Frawley’s death leaves AFL heartbroken

Frawley’s death leaves AFL heartbroken

Some of the AFL’s fiercest characters choked back tears and others were too distraught to speak in public.

Danny Frawley’s death in a car crash on Monday afternoon left the game shattered.

There were soon widespread tributes for the knockabout potato farmer from Bungaree, who was known more by his nickname Spud than Danny.

Frawley was remembered for his infectious personality and as a country bloke who wore his heart on his sleeve.

There were memories of Frawley’s humour, but the overwhelming emotion on Monday night was one of profound grief.

FoxFooty colleagues Jonathan Brown and Paul Roos struggled to keep their emotions in check during a tribute segment and Brown, renowned as one of the AFL’s toughest players, at times could barely speak.

Fellow On The Couch panellist Garry Lyon was too upset to appear and Jason Dunstall also grieved in private.

Dunstall and Frawley were co-hosts of the irreverent FoxFooty show Bounce.

The raw emotion of Frawley’s TV colleagues recalled the Thursday night in 1995 when AFL legend Ted Whitten died and fellow Footscray great Doug Hawkins barely coped during a live program as the news broke.

A couple of months before Whitten’s death, Frawley famously had escorted him around the Victorian dressing rooms to meet players at an MCG State Of Origin match.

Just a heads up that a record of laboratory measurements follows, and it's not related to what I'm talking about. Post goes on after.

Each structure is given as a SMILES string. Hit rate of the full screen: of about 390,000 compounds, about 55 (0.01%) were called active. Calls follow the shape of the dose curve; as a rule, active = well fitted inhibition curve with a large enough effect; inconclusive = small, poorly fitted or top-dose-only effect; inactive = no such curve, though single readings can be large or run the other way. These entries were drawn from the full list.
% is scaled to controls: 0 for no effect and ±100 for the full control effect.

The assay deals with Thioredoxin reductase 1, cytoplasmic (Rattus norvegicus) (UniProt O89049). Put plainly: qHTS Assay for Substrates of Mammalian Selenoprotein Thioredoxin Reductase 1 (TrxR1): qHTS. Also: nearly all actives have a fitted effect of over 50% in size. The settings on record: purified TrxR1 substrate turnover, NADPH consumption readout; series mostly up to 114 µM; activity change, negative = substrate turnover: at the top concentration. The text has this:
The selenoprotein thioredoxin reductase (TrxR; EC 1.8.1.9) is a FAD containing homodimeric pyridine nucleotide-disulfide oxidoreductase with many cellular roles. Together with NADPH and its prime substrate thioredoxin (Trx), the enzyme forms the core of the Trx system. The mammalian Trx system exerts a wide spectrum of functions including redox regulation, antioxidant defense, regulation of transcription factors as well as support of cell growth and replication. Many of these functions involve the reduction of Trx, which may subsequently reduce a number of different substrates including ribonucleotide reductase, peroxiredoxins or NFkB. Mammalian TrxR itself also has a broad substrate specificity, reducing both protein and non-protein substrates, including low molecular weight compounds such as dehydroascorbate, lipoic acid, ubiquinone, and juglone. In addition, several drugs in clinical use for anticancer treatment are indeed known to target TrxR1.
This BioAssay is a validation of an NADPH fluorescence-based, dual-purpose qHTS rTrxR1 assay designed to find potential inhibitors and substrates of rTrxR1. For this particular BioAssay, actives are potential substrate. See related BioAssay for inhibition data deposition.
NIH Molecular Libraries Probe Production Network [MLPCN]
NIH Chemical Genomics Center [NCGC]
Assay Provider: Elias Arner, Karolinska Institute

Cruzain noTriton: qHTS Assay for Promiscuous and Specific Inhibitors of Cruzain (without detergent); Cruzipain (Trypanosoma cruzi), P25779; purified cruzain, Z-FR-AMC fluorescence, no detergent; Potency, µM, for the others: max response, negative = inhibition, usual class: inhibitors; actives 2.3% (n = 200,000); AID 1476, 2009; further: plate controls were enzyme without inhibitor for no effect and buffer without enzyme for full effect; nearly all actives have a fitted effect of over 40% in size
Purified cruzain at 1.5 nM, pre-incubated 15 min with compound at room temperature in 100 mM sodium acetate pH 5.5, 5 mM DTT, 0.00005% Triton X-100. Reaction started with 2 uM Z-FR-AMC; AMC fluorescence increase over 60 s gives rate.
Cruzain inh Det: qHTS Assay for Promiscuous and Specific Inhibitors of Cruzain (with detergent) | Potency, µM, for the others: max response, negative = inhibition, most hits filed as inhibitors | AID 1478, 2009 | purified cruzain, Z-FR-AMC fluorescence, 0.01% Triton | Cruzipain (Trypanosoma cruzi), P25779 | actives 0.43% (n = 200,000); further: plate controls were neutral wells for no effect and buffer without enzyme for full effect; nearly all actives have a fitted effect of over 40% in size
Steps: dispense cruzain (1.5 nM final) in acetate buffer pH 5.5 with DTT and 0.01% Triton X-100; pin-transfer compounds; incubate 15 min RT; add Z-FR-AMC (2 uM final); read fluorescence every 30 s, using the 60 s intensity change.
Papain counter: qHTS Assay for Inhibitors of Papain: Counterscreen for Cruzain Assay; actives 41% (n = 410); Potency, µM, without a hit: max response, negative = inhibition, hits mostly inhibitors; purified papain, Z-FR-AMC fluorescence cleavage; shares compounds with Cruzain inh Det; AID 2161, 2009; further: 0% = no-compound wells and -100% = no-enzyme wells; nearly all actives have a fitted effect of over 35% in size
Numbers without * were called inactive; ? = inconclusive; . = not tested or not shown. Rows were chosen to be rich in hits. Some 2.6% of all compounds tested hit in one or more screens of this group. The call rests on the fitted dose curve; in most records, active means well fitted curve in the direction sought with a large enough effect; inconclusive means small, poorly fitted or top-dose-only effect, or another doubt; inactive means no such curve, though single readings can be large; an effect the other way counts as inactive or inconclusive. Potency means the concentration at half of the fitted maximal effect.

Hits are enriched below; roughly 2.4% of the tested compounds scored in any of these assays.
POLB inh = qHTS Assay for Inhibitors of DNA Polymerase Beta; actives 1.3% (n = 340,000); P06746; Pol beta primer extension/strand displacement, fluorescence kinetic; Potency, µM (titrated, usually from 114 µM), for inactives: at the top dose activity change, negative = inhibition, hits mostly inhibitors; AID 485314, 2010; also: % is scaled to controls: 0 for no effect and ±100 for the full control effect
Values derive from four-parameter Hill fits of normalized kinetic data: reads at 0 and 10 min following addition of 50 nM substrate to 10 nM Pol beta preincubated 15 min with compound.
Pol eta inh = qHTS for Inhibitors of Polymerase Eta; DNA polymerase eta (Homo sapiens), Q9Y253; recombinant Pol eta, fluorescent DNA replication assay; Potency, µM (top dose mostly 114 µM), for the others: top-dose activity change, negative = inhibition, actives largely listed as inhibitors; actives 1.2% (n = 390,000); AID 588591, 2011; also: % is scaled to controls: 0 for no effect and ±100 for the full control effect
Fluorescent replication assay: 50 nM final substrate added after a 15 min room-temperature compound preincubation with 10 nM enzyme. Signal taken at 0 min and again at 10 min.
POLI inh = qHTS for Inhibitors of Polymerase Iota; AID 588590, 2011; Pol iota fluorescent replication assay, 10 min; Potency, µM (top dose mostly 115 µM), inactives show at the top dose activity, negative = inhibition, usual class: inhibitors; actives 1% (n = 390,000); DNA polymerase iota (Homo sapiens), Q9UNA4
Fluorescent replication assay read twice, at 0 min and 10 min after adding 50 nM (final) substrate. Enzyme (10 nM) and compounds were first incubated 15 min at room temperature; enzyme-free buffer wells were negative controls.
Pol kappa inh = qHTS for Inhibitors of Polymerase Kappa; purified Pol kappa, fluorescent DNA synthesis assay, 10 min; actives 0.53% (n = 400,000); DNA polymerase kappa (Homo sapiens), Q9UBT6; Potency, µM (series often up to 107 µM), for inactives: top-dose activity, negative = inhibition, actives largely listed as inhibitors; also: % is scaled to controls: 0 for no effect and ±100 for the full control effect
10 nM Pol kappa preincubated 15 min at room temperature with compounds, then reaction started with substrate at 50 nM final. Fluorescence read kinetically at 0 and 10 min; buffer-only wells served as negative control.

A lap of honour for a crying Whitten at that game is one of the AFL’s iconic moments.

Frawley died the day after his 56th birthday.

His car left the road and hit a tree near his home town of Bungaree, outside Ballarat.

Renowned as one of the AFL’s great full-backs, Frawley played 240 games for St Kilda between 1984-95.

He captained the Saints for 177 games, then a club record.

Frawley coached Richmond for five years, taking them to a 2001 preliminary final.

But it was their only finals appearance under Frawley and impatient Tigers fans turned on him.

The club sacked him in 2004 and that was one of the reasons for the mental health problems that dogged Frawley over the last few years.

He became the chief executive at the AFL Coaches Association, but suffered a nervous breakdown in 2014 as the game reeled from the Essendon supplements debacle.

Frawley resigned and took a spell out of the game, before returning to commentary roles and a part-time role as a defensive coach with his beloved Saints.

He is survived by his wife Anita and daughters Chelsea, Danielle and Keeley.

Credit: AAP